With the cost of solar panel installation falling and the value of solar electricity rising, it’s no surprise that nearly 1 million households in the United States have installed solar energy systems.
Read on if you’re looking to sell or buy a home that has solar panels.
Selling a House That Has Solar Panels
When it comes time to sell, solar panels boost the value of a house. A solar energy system can add roughly $15,000 to the sale price of a home on average. In the future, homes with green features such as solar panels are projected to sell faster and for a higher price.
These benefits, however, are most commonly associated with homeowners who have purchased rather than leased solar panels. According to Fannie Mae, solar systems that are leased cannot be included in a home’s mortgage evaluation. The Federal Housing Administration provides little guidance on how to evaluate leased solar arrays. If you sell your home before your lease expires, the buyer must agree to take over the solar lease or you must first pay it off. The idea of accepting a lease with several years left on it may deter some buyers.
Double-check the details of your purchase or lease before putting your home on the market. If you purchased your house with a secured loan, for example, you’d have to pay it off before selling it. However, an unsecured loan won’t prevent you from selling. Even if you don’t own or reside in the house anymore, you’ll still be responsible for the balance of the loan.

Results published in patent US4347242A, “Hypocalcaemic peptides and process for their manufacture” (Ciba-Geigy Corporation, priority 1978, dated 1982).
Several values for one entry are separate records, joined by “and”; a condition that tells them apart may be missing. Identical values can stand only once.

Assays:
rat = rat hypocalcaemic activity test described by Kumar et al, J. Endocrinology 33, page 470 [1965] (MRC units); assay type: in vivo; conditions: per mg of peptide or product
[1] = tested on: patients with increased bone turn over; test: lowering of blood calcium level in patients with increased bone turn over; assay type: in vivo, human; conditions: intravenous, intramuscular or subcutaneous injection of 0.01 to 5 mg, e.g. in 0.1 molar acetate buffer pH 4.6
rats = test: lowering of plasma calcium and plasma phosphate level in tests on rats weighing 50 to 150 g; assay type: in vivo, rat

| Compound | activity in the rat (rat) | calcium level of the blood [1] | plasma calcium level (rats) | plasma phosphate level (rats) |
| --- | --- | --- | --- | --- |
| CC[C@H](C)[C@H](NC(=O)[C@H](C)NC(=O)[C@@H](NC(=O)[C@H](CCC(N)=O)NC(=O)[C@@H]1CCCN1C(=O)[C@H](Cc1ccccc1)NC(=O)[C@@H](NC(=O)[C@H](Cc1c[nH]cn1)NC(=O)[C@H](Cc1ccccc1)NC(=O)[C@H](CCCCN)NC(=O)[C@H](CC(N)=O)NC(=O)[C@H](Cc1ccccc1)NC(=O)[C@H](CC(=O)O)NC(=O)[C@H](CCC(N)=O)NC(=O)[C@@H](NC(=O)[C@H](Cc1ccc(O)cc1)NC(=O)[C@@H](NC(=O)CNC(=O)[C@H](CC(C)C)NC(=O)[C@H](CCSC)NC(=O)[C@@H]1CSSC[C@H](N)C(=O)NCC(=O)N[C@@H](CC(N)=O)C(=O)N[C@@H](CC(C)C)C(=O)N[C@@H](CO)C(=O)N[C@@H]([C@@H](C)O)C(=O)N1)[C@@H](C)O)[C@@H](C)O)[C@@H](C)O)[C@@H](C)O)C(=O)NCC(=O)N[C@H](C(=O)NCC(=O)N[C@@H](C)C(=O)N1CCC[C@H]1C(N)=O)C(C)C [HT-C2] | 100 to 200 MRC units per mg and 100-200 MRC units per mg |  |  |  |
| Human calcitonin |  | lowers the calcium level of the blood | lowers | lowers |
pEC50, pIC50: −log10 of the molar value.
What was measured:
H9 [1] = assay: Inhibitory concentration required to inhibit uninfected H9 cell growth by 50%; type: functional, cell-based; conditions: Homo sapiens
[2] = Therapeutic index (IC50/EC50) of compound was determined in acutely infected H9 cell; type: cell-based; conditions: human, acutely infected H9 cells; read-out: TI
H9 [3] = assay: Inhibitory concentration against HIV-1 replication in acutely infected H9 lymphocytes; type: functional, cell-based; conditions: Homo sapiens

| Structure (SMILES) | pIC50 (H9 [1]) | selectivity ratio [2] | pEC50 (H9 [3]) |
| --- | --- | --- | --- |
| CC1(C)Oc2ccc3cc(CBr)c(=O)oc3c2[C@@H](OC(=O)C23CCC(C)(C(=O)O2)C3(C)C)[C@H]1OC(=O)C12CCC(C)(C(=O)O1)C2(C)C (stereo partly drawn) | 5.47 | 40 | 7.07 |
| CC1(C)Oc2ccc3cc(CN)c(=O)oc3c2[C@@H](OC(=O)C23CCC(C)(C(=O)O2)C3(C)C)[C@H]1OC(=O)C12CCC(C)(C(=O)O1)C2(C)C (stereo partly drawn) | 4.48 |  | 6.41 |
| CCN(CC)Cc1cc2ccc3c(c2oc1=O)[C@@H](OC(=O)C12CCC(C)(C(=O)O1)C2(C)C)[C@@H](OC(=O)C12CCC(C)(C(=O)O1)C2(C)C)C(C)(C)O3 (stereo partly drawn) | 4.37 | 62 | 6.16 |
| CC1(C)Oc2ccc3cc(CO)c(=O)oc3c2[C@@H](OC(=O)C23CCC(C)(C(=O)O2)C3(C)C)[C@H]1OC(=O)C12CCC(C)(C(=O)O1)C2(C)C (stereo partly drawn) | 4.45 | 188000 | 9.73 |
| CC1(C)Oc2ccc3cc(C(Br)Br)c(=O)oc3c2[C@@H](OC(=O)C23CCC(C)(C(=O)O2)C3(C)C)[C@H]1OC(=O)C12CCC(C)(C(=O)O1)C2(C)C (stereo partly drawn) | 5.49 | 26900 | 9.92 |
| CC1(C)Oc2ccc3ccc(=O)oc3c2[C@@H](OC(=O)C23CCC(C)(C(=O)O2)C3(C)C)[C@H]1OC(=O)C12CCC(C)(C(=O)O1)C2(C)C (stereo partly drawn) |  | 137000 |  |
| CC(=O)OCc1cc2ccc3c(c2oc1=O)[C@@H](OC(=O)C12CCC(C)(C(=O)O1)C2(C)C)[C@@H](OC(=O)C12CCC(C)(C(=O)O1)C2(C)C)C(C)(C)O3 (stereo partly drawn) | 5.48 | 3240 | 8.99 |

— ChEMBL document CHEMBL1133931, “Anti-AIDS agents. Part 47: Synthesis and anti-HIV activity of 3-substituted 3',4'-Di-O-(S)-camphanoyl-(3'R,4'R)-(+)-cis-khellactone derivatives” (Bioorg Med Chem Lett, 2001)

If you plan to live in your home for a long time, then leasing solar panels could be a great option.
Selling a House With Leased Solar Panels
Consider whether paying out the rest of the lease term or finding a buyer willing to take over the lease makes more sense if you’re leasing a solar energy system. You may need to lower your home’s list price or offer a credit to cover some of the lease fees to do so.
Investing in a House With Solar Panels
When you buy a home that already has solar panels installed, you can reap the perks of solar energy. It’s crucial to determine whether solar panels were purchased or leased before buying a home with them.
If the seller purchased the panels in advance, you would own them outright after buying the house. You won’t have to spend anything on the solar panels in this circumstance. The seller would be liable for repaying a loan even if the panels were purchased using a solar loan.
Know Your Options
Research your alternatives, and don’t be hesitant to ask your solar provider about any installation questions whether you’re selling or buying a home with solar panels.
Contact us today if you’re looking to purchase or sell a house with solar panels. We’d be delighted to assist you with any inquiries you may have.